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Do critics expect too much from Justin Timberlake? By and large, he is tremendously liked by most pundits and yet the reviews for “The 20/20 Experience 2 of 2,” which came out yesterday, are mixed at best, and dismissive at worst.
I gave "The 20/20 Experience 2 of 2" a B-. Several critics agree with my thought that between March’s “The 20/20 Experience” and “The 20/20 Experience 2 of 2,” there is a fine album, but to stretch the 20-plus songs over two albums was too much. But I can’t help wondering if we all judge Timberlake a bit too harshly given how talented he is and hold him to an almost impossibly high standard because it seems like he can do everything really well. As I read these reviews, most of which are pretty tough, I wanted to defend JT for his willingness to experiment and try to do something new. Yet, at the same time, I found myself nodding in agreement with much of what was said.
See what you think after reading the review round-up below.
Associated Press: "The 20/20 Experience 2 of 2" uses the same formula that's becoming his musical trademark — the trance-inducing grooves and futuristic electronic beats helmed by Timbaland and Timberlake, who co-wrote each song. Unfortunately it doesn't feel new. Like "FutureSex" and the first "20/20" album, the songs on "2 of 2" are long, but they aren't as entertaining or as cohesive as his first effort. Some tracks sound like leftovers from past recording sessions, and — dare we say it — actually drag on.
Consequence of Sound: The first half of Pt. 2 suffers because it’s the first time it appears that Justin Timberlake is actually trying. His first two records, his time with N*SYNC, his acting experiences, his Lonely Island collaborations, and even his Justin Vernon impression have always succeeded because of the air of effortlessness that surrounded him.
Los Angeles Times: Yet for all his newfound machismo, Timberlake — who heads out on tour again next month — is actually most convincing here at his softest, reaching back in a handful of songs to before the first "20/20 Experience." "Not a Bad Thing" is a dewy, blue-eyed soul number that sounds like it could've come from the final 'N Sync album...And "Pair of Wings," an unlisted acoustic track, closes the disc with a lovely (and unexpected) flash of modesty: "I know I can't save you from the troubles of the world," Timberlake sings in a near-whisper. "But if I could I'd fly you away on a big old pair of wings." Perhaps the sign of true power is knowing when not to use it.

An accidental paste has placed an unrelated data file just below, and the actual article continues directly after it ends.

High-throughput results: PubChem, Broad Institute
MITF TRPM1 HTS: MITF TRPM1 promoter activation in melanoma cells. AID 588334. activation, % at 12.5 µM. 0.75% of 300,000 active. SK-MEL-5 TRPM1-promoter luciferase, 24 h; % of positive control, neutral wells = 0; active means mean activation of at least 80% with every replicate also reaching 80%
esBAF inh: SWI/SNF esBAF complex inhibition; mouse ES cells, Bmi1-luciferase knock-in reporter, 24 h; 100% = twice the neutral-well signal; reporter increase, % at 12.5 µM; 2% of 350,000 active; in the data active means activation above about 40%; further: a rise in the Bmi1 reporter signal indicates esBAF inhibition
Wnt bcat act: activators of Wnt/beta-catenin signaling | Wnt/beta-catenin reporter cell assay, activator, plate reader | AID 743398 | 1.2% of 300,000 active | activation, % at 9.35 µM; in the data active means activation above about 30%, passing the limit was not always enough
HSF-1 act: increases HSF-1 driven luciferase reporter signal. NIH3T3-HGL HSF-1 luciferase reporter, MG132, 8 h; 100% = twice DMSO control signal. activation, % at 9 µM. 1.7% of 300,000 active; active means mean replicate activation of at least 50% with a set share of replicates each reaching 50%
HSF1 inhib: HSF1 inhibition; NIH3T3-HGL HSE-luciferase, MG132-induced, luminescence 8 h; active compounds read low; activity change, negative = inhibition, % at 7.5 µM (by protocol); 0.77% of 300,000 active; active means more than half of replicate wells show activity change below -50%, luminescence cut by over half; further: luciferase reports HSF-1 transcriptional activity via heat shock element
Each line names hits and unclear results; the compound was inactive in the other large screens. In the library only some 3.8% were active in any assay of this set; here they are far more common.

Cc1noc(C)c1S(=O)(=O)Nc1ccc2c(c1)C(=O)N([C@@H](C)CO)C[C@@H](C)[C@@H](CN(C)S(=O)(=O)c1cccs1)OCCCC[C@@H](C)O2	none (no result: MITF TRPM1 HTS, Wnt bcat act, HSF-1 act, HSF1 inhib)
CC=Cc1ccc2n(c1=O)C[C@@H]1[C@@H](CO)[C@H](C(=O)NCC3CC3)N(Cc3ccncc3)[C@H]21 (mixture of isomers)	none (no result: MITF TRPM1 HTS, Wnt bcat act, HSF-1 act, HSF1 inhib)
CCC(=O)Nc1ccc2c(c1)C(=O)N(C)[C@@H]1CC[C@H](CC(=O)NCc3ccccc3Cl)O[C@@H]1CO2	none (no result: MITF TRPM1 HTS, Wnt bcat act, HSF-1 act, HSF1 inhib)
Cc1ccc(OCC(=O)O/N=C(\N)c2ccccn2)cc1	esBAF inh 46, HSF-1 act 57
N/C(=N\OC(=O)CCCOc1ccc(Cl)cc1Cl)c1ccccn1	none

People: This sequel – recorded during the same sessions as the first installment, with the same producers (Timbaland and Jerome "J-Roc" Harmon) – isn't just the collection of leftovers that it could have been. It stands as a stellar set in its own right. Although it can't top its more challenging, cohesive predecessor – a few songs run too long, and a couple maybe could have been dropped – this more singles-driven disc actually has more to satisfy fans of Justified and FutureSex/LoveSounds.
Spin: The sequel rarely beats the original. Cinematic exceptions include the return of the Corleone family, the Empire striking back, and the encore early-'80s outing of a certain blue-tights-wearing beefcake superhero; musical exceptions don't really exist at all. Justin Timberlake's follow-up to the spring 2013 commercial juggernaut The 20/20 Experience won't change that. On The 20/20 Experience 2 of 2, you won't find an aggressive, exotic foot stomper worthy of its predecessor's "Let the Groove Get In"; nor will you find a shimmering weeper like "Mirrors," or a mid-tempo burner that makes your shoulders twitch as vibrantly as "Pusher Love Girl." The end result is disappointing, but only slightly, in the same way virtually all other second comings let you down.
Hiphopdx: Instead of letting this "experience" marinate, Justin Timberlake made "The 20/20 Experience: 2 of 2" a continuation to an album that didn't need a sequel.
Even the most talented artists don’t always know when to leave well enough alone. So when they don’t, they usually make the ill-fated mistake of over-extending their art, which proves to be unnecessary and at times, a hasty blunder. And unfortunately, that summarizes Justin Timberlake’s The 20/20 Experience 2 of 2.
Idolator: How “Pair Of Wings” and half the other songs on this album got through any vetting process and were deemed worthy follow-ups to Part 1, we may never know (hopefully that making-of will delve into it!). It’s the first real blemish on JT’s catalog, and more than disappointment, The 20/20 Experience – 2 Of 2 elicits frustration, because it was so unnecessary. Justin Timberlake didn’t need to do this, and that’s exactly how it sounds.